Once trust, credibility and service is established with an online retailer, the journey toward loyalty begins.

Discount-driven and loyalty-driven seem to struggle with each other in the same sentence. Discount, loyalty and price — pick two as you can’t optimize all three at the same time.

Chuck & Don’s pet food retailer drives loyalty with their “buy 10 get one free” program. This approach is a form of discount coupons but it does drive a shopper’s journey.

Gajendra Ratnavel
4 years 5 months ago

Yes, this makes sense. Local stores, due to their proximity to customers, probably will get traffic, whereas online you can go anywhere just as easily.

Online I find that even though I can go anywhere, if I find a place for certain items I stick to it. My decision to be loyal is based on pricing, time to ship and customer service when I need it. It has little to do with loyalty programs and coupons. When it comes to pricing, if over a period of time the online retailer is able to come close to or beat others, then I stop checking other sites and continue to purchase as a loyal customer would. These are for things you need often like consumables at the office.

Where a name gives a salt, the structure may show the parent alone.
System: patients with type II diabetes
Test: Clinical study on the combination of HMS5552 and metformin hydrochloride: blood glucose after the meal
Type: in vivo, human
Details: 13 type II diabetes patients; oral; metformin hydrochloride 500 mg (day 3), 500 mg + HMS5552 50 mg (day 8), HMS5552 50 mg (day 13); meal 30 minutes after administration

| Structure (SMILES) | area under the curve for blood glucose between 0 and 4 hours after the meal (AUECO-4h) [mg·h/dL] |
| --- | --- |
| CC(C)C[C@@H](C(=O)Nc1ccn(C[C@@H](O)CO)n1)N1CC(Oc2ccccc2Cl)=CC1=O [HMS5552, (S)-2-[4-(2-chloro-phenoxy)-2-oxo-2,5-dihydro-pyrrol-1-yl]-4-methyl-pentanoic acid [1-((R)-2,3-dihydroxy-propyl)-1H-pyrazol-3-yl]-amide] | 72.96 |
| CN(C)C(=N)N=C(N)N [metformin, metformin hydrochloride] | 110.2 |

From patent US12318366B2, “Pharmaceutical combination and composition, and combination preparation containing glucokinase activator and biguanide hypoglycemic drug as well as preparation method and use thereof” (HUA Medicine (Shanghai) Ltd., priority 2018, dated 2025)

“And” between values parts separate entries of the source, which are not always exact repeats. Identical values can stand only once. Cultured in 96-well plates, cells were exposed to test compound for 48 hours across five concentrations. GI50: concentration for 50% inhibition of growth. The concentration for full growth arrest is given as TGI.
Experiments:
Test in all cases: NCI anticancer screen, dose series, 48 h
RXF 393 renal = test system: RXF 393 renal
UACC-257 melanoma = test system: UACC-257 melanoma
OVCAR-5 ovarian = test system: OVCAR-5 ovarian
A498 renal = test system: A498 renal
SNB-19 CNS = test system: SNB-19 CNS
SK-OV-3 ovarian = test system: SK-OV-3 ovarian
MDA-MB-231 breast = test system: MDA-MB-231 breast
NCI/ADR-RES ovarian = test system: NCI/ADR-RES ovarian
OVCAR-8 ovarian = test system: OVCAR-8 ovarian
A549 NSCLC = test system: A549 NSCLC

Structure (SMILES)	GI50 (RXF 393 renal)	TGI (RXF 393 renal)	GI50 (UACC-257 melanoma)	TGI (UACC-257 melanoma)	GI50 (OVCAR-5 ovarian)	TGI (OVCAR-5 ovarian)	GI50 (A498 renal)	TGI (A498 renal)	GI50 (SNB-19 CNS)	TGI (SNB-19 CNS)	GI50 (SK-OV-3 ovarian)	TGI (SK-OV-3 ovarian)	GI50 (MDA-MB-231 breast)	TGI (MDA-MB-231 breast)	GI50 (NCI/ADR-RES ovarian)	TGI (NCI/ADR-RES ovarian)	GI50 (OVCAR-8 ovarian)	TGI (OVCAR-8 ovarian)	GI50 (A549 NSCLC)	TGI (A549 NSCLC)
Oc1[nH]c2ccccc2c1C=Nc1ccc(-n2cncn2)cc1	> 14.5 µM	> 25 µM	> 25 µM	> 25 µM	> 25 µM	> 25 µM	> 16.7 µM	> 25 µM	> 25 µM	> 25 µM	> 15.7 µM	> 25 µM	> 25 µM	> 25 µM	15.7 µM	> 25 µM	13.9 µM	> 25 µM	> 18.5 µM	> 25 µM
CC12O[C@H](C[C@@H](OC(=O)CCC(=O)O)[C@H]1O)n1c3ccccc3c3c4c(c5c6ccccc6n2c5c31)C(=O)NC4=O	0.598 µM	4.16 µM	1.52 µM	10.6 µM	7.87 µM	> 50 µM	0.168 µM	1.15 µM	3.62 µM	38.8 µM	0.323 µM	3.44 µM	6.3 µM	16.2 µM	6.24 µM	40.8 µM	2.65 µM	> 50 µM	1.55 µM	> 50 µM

Ben Ball
4 years 5 months ago

Right answer, wrong theory — at least in my opinion.

I think the utilization rate for online coupons (vs. physical stores) is higher due to the immediacy of the incentive. Anyone with a smartphone can impulsively respond to an online coupon “right now.” The physical coupon (or digital in-store coupon) demands the additional effort of a trip somewhere. If the coupon is cited as the driver of the visit, presumably an otherwise unplanned trip. That’s a much bigger hurdle than “point and click.”

Phil Rubin
4 years 5 months ago

This makes total sense, especially the point that discounts for “loyalty members” who will likely visit their favorite store are often wasted. This is called dilution and it’s pervasive not only in loyalty programs but in much of marketing. The broad mis-application of mass promotion is an even bigger culprit. Just ask any competent CFO. Marketing profit, including loyalty profit, has to deduct dilution to be credible.

Arie Shpanya
4 years 5 months ago